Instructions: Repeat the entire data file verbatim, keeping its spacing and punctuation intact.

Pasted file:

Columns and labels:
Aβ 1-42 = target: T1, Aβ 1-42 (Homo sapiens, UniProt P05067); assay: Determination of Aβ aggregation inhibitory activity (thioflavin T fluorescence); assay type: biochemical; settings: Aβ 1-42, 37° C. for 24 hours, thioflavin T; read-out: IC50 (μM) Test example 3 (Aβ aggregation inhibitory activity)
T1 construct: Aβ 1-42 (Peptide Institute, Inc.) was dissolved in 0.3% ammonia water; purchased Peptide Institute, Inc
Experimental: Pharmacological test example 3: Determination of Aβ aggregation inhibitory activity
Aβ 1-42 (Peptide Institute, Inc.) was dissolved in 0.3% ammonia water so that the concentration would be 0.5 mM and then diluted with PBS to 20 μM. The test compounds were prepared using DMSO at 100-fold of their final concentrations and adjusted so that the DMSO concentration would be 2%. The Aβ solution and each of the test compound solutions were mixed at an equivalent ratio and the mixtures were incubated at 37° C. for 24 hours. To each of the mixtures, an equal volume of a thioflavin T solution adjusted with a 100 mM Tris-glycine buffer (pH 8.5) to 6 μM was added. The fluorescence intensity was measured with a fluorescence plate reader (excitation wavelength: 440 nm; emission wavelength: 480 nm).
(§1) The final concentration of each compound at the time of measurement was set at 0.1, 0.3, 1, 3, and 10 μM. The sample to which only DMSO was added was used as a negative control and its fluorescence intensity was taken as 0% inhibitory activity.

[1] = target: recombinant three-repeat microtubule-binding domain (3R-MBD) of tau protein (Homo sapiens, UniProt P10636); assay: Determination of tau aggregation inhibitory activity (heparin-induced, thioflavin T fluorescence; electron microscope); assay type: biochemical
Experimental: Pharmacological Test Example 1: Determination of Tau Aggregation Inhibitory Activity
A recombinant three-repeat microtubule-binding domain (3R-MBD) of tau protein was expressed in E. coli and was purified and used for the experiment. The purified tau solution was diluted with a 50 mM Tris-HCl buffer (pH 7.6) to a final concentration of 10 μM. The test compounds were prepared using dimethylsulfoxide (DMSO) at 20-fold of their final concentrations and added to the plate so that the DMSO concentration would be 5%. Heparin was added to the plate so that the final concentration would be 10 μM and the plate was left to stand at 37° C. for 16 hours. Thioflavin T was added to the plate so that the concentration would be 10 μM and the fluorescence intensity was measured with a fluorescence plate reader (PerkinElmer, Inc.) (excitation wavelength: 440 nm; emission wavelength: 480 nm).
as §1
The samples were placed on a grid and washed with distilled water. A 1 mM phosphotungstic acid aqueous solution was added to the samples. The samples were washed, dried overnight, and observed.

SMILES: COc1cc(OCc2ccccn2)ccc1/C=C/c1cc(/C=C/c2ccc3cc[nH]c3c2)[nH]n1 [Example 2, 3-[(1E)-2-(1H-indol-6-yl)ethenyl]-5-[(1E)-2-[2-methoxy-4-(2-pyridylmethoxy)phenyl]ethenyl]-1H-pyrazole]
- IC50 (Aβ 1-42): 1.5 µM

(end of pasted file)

Columns and labels:
Aβ 1-42 = target: T1, Aβ 1-42 (Homo sapiens, UniProt P05067); assay: Determination of Aβ aggregation inhibitory activity (thioflavin T fluorescence); assay type: biochemical; settings: Aβ 1-42, 37° C. for 24 hours, thioflavin T; read-out: IC50 (μM) Test example 3 (Aβ aggregation inhibitory activity)
T1 construct: Aβ 1-42 (Peptide Institute, Inc.) was dissolved in 0.3% ammonia water; purchased Peptide Institute, Inc
Experimental: Pharmacological test example 3: Determination of Aβ aggregation inhibitory activity
Aβ 1-42 (Peptide Institute, Inc.) was dissolved in 0.3% ammonia water so that the concentration would be 0.5 mM and then diluted with PBS to 20 μM. The test compounds were prepared using DMSO at 100-fold of their final concentrations and adjusted so that the DMSO concentration would be 2%. The Aβ solution and each of the test compound solutions were mixed at an equivalent ratio and the mixtures were incubated at 37° C. for 24 hours. To each of the mixtures, an equal volume of a thioflavin T solution adjusted with a 100 mM Tris-glycine buffer (pH 8.5) to 6 μM was added. The fluorescence intensity was measured with a fluorescence plate reader (excitation wavelength: 440 nm; emission wavelength: 480 nm).
(§1) The final concentration of each compound at the time of measurement was set at 0.1, 0.3, 1, 3, and 10 μM. The sample to which only DMSO was added was used as a negative control and its fluorescence intensity was taken as 0% inhibitory activity.

[1] = target: recombinant three-repeat microtubule-binding domain (3R-MBD) of tau protein (Homo sapiens, UniProt P10636); assay: Determination of tau aggregation inhibitory activity (heparin-induced, thioflavin T fluorescence; electron microscope); assay type: biochemical
Experimental: Pharmacological Test Example 1: Determination of Tau Aggregation Inhibitory Activity
A recombinant three-repeat microtubule-binding domain (3R-MBD) of tau protein was expressed in E. coli and was purified and used for the experiment. The purified tau solution was diluted with a 50 mM Tris-HCl buffer (pH 7.6) to a final concentration of 10 μM. The test compounds were prepared using dimethylsulfoxide (DMSO) at 20-fold of their final concentrations and added to the plate so that the DMSO concentration would be 5%. Heparin was added to the plate so that the final concentration would be 10 μM and the plate was left to stand at 37° C. for 16 hours. Thioflavin T was added to the plate so that the concentration would be 10 μM and the fluorescence intensity was measured with a fluorescence plate reader (PerkinElmer, Inc.) (excitation wavelength: 440 nm; emission wavelength: 480 nm).
as §1
The samples were placed on a grid and washed with distilled water. A 1 mM phosphotungstic acid aqueous solution was added to the samples. The samples were washed, dried overnight, and observed.

SMILES: COc1cc(OCc2ccccn2)ccc1/C=C/c1cc(/C=C/c2ccc3cc[nH]c3c2)[nH]n1 [Example 2, 3-[(1E)-2-(1H-indol-6-yl)ethenyl]-5-[(1E)-2-[2-methoxy-4-(2-pyridylmethoxy)phenyl]ethenyl]-1H-pyrazole]
- IC50 (Aβ 1-42): 1.5 µM